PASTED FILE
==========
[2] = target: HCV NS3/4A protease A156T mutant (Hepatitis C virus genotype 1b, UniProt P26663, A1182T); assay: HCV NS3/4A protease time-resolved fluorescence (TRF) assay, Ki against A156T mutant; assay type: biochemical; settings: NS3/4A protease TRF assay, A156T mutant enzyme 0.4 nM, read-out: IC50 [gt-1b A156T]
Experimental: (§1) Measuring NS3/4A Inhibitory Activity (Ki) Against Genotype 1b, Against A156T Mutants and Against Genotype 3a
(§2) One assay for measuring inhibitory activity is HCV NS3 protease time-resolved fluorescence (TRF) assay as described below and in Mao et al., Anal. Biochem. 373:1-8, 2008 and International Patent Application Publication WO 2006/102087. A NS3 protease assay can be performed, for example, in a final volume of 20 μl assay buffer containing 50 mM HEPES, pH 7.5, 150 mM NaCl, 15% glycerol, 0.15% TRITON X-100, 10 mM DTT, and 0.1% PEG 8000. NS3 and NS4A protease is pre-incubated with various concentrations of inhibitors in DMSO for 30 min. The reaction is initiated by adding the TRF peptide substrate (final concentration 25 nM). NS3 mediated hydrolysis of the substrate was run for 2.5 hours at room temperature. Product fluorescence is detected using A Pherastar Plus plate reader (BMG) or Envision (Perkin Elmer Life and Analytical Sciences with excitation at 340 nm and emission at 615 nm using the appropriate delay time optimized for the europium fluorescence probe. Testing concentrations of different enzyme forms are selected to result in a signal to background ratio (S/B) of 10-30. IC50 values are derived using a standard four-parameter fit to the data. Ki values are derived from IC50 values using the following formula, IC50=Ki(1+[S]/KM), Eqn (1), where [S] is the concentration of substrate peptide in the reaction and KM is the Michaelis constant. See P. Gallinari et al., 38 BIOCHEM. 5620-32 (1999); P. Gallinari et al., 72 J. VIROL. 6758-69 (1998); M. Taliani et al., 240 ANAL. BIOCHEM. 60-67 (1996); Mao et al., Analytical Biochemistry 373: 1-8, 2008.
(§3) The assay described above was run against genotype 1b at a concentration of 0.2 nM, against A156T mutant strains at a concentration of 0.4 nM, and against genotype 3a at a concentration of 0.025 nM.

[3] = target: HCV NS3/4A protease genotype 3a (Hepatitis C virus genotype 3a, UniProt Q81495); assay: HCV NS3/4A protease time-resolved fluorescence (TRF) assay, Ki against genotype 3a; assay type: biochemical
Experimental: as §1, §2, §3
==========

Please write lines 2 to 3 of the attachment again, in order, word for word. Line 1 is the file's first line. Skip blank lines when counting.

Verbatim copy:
Experimental: (§1) Measuring NS3/4A Inhibitory Activity (Ki) Against Genotype 1b, Against A156T Mutants and Against Genotype 3a
(§2) One assay for measuring inhibitory activity is HCV NS3 protease time-resolved fluorescence (TRF) assay as described below and in Mao et al., Anal. Biochem. 373:1-8, 2008 and International Patent Application Publication WO 2006/102087. A NS3 protease assay can be performed, for example, in a final volume of 20 μl assay buffer containing 50 mM HEPES, pH 7.5, 150 mM NaCl, 15% glycerol, 0.15% TRITON X-100, 10 mM DTT, and 0.1% PEG 8000. NS3 and NS4A protease is pre-incubated with various concentrations of inhibitors in DMSO for 30 min. The reaction is initiated by adding the TRF peptide substrate (final concentration 25 nM). NS3 mediated hydrolysis of the substrate was run for 2.5 hours at room temperature. Product fluorescence is detected using A Pherastar Plus plate reader (BMG) or Envision (Perkin Elmer Life and Analytical Sciences with excitation at 340 nm and emission at 615 nm using the appropriate delay time optimized for the europium fluorescence probe. Testing concentrations of different enzyme forms are selected to result in a signal to background ratio (S/B) of 10-30. IC50 values are derived using a standard four-parameter fit to the data. Ki values are derived from IC50 values using the following formula, IC50=Ki(1+[S]/KM), Eqn (1), where [S] is the concentration of substrate peptide in the reaction and KM is the Michaelis constant. See P. Gallinari et al., 38 BIOCHEM. 5620-32 (1999); P. Gallinari et al., 72 J. VIROL. 6758-69 (1998); M. Taliani et al., 240 ANAL. BIOCHEM. 60-67 (1996); Mao et al., Analytical Biochemistry 373: 1-8, 2008.